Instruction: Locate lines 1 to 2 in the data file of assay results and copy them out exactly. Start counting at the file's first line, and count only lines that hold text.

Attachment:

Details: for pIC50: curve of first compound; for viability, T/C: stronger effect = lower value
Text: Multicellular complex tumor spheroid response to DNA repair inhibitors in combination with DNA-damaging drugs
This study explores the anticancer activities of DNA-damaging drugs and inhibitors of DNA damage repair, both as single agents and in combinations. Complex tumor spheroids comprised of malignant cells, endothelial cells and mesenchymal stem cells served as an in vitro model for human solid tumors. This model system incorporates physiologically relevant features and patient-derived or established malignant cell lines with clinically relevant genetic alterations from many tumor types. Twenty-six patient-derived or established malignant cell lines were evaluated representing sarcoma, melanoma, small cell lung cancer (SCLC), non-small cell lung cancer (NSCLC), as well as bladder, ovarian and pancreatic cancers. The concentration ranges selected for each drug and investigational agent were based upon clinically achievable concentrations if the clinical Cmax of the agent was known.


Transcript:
Details: for pIC50: curve of first compound; for viability, T/C: stronger effect = lower value
Text: Multicellular complex tumor spheroid response to DNA repair inhibitors in combination with DNA-damaging drugs